Nonfiction > E.C. Stedman & E.M. Hutchinson, eds. > A Library of American Literature > 1765–1787
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Stedman and Hutchinson, comps.  A Library of American Literature:
An Anthology in Eleven Volumes.  1891.
Vol. III: Literature of the Revolutionary Period, 1765–1787
 
The Commercial Argument against Separation
By Joseph Galloway (1731–1803)
 
[Born in Maryland. Died in England, 1803. Cool Thoughts on the Consequences to Great Britain of American Independence. 1780.]

WHEN America shall have a separate and distinct interest of her own to pursue, her views will be enlarged, her policy will be exerted to her own benefit, and her interest, instead of being united with, will become not only different from but opposite to that of Great Britain. She will readily perceive that manufactures are the great foundation of commerce, that commerce is the great means of acquiring wealth, and that wealth is necessary to her own safety. With these interesting prospects before her, it is impossible to conceive that she will not exert her capacity to promote manufactures and commerce. She will see it to be clearly her interest, not only to manufacture for herself but others. Laws will be made granting bounties to encourage it, and duties will be laid to discourage or prohibit foreign importations. By these measures her manufactures will increase, her commerce will be extended, and, feeling the benefits of them as they rise, her industry will be exerted until she not only shall supply her own wants, but those of Great Britain itself with all the manufactures made with her own materials. Nor will this reasoning appear to be merely conjectural to those who will consider the roving and fluctuating nature of commerce. If we look into history, we shall there see her at different periods in the possession of the Phœnicians, Carthaginians, and Venetians. Germany and France lately enjoyed her, and supplied Great Britain with their manufactures. Great Britain at present folds her in its arms.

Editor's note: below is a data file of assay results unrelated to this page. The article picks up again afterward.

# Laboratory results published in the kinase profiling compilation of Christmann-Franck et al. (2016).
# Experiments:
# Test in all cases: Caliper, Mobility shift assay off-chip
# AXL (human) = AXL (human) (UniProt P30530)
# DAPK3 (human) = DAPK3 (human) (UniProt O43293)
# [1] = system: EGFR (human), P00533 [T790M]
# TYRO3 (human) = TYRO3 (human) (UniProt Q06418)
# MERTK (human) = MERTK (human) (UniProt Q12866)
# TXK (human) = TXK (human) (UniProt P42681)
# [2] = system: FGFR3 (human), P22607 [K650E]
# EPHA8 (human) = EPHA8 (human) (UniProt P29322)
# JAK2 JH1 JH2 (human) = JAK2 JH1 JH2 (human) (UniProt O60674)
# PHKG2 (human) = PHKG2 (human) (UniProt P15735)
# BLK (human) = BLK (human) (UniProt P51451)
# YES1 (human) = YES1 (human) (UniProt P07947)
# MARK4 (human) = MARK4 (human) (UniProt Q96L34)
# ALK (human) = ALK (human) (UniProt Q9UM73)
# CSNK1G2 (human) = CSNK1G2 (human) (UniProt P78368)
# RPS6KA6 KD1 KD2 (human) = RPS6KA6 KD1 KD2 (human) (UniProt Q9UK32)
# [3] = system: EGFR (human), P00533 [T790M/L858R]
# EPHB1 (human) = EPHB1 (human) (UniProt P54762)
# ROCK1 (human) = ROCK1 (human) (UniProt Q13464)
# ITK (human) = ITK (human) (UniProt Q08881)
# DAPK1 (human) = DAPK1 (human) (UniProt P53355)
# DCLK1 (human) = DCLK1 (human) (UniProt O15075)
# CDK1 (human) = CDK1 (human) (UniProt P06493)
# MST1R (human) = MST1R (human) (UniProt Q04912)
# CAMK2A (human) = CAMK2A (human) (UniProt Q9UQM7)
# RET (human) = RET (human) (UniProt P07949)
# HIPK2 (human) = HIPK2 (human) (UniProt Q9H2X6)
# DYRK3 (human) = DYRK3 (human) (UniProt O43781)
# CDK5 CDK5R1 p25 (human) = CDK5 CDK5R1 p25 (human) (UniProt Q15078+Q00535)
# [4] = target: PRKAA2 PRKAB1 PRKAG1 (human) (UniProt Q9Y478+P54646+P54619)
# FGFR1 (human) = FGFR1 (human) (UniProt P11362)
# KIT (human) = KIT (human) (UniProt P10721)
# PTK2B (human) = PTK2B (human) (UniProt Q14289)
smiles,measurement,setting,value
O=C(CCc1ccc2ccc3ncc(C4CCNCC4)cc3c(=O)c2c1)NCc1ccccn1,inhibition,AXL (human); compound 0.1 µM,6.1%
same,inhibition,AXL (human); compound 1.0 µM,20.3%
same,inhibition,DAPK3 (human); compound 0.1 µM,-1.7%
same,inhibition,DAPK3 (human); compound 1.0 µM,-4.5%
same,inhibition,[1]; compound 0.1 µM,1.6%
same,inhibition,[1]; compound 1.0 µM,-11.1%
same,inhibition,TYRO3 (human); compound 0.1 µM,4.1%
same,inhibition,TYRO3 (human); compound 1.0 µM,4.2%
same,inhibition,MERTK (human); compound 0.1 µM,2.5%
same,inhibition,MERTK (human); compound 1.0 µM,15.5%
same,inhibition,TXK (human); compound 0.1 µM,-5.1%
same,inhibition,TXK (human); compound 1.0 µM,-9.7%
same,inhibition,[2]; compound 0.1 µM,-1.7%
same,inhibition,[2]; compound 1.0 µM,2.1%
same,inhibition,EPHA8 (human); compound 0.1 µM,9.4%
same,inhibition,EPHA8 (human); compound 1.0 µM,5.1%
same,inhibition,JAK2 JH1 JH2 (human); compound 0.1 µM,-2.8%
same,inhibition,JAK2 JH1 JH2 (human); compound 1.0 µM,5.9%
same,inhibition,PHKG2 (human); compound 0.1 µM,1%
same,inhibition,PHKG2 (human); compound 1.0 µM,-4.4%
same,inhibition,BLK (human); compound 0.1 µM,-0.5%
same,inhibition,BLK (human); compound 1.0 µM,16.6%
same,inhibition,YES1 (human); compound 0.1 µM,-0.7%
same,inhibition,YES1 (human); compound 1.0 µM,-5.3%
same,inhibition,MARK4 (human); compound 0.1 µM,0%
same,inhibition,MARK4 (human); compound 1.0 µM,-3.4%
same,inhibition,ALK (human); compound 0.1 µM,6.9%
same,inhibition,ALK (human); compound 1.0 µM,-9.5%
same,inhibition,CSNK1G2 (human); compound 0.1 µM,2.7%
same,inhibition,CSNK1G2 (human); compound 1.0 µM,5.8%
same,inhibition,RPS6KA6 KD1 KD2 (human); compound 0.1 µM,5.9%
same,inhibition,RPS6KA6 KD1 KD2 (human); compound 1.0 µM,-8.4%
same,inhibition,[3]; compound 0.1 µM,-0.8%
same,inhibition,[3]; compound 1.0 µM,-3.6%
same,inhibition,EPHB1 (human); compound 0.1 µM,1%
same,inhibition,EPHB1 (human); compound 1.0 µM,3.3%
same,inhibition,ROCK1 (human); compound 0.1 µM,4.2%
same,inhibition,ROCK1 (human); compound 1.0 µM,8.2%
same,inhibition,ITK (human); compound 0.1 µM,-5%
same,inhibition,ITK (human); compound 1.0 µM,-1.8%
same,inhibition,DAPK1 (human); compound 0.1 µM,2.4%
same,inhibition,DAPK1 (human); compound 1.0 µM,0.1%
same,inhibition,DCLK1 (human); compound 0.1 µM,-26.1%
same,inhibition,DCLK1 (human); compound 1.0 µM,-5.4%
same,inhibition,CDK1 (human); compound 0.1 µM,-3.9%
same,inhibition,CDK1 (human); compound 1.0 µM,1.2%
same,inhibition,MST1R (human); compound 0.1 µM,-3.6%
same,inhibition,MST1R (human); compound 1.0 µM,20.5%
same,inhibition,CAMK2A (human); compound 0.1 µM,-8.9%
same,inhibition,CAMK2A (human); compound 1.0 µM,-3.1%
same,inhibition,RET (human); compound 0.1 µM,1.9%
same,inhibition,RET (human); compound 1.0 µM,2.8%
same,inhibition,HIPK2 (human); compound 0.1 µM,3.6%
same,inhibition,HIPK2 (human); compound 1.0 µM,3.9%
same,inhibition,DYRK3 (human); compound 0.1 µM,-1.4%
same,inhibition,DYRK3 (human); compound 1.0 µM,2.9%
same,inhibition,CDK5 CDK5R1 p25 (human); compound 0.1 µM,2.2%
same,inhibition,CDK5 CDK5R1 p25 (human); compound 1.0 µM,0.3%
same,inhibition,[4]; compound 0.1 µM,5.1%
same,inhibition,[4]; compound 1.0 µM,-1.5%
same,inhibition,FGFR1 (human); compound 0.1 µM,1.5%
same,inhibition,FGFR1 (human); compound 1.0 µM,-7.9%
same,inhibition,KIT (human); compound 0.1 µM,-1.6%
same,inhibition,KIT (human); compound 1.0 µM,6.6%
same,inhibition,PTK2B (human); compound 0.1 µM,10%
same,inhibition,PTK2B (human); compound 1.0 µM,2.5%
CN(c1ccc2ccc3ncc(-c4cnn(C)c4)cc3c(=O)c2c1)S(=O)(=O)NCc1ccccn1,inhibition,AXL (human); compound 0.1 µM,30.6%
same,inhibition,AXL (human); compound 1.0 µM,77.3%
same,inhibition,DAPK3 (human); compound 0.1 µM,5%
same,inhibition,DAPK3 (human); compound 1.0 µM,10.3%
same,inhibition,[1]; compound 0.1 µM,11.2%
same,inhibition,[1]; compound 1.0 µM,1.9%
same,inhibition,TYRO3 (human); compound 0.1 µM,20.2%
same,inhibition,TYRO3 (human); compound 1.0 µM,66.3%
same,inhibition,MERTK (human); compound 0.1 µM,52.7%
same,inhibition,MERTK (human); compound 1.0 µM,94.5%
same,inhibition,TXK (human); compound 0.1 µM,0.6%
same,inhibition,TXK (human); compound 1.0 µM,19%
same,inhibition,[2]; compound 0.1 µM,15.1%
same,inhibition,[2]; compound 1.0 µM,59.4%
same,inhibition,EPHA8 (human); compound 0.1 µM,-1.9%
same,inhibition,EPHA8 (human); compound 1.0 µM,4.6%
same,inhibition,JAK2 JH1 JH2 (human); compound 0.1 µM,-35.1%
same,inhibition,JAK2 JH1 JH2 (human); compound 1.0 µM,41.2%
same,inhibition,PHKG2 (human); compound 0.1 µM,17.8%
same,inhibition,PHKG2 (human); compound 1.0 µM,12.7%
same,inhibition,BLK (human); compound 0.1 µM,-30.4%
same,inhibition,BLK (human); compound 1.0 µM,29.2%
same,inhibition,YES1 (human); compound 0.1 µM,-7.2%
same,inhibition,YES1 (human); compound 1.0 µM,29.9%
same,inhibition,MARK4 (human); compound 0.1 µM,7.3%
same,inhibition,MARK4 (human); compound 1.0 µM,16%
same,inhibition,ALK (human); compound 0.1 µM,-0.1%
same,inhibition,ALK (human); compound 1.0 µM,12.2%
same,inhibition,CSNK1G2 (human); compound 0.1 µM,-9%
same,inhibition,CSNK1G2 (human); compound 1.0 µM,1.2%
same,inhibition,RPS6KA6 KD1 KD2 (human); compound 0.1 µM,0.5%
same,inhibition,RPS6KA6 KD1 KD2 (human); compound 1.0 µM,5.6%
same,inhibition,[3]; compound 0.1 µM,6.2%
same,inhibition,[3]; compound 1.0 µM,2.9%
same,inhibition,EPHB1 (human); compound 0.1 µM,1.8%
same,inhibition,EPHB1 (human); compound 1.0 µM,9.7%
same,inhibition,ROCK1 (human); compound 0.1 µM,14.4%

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  But the length of time which Great Britain shall sustain her importance among commercial nations entirely depends on the wisdom of the present measures. If she should give up her dominion over America, her commerce in a little time must perish; should she retain America, nothing can deprive her of it. For, although, should the ties of interest and policy be once severed by the violence of war, passion and resentment, which nothing but great length of time can efface, will succeed; and alliances with other nations, to the detriment of Great Britain, in the mean time will be made: yet should she again be united with us in the same common interest and policy, the task will not be difficult to induce her to pursue what is most profitable to herself, the cultivation of the earth, and the raising raw materials for the manufactures of Great Britain for ages to come. She will attend to and pursue that business, which, under this circumstance, will most naturally and profitably contribute to the common interest of both countries. She will find that she can raise raw materials and dispose of them to Great Britain for greater profits than she can manufacture them, and receive in return all the necessaries and luxuries of life cheaper than she can procure them from other nations. Here her true interest will coincide with and strengthen her political attachments, provided those attachments are formed and maintained on a broad, liberal, and just foundation; I mean, when the same measure of power shall be exercised over her people, and the same enjoyment of privileges shall be granted to them, as are exercised over and enjoyed by the subjects in Great Britain; for it does not require much knowledge of the principles upon which all societies are founded, and of the dispositions of men, to see that nothing short of this policy can shut the door of jealousies, discontents, and separation between the subjects of the same state.  2
 
 
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